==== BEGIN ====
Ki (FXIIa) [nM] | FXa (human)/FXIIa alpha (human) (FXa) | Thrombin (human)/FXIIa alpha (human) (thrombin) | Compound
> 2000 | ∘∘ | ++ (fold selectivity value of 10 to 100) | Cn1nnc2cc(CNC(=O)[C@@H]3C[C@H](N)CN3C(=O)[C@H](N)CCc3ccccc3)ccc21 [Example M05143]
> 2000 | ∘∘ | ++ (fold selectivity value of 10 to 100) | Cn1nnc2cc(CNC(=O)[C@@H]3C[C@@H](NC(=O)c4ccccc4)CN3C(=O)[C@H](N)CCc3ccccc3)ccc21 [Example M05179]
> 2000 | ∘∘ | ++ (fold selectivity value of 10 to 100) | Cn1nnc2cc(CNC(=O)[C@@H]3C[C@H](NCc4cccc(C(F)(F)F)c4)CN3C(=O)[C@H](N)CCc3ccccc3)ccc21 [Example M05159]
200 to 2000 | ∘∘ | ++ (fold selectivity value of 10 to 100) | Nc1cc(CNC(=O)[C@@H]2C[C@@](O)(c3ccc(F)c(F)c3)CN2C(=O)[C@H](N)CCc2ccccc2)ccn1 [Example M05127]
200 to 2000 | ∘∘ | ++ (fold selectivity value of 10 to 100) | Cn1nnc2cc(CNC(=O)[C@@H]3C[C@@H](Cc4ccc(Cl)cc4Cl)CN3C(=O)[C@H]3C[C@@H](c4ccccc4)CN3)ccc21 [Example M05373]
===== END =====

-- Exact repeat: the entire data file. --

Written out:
Ki (FXIIa) [nM] | FXa (human)/FXIIa alpha (human) (FXa) | Thrombin (human)/FXIIa alpha (human) (thrombin) | Compound
> 2000 | ∘∘ | ++ (fold selectivity value of 10 to 100) | Cn1nnc2cc(CNC(=O)[C@@H]3C[C@H](N)CN3C(=O)[C@H](N)CCc3ccccc3)ccc21 [Example M05143]
> 2000 | ∘∘ | ++ (fold selectivity value of 10 to 100) | Cn1nnc2cc(CNC(=O)[C@@H]3C[C@@H](NC(=O)c4ccccc4)CN3C(=O)[C@H](N)CCc3ccccc3)ccc21 [Example M05179]
> 2000 | ∘∘ | ++ (fold selectivity value of 10 to 100) | Cn1nnc2cc(CNC(=O)[C@@H]3C[C@H](NCc4cccc(C(F)(F)F)c4)CN3C(=O)[C@H](N)CCc3ccccc3)ccc21 [Example M05159]
200 to 2000 | ∘∘ | ++ (fold selectivity value of 10 to 100) | Nc1cc(CNC(=O)[C@@H]2C[C@@](O)(c3ccc(F)c(F)c3)CN2C(=O)[C@H](N)CCc2ccccc2)ccn1 [Example M05127]
200 to 2000 | ∘∘ | ++ (fold selectivity value of 10 to 100) | Cn1nnc2cc(CNC(=O)[C@@H]3C[C@@H](Cc4ccc(Cl)cc4Cl)CN3C(=O)[C@H]3C[C@@H](c4ccccc4)CN3)ccc21 [Example M05373]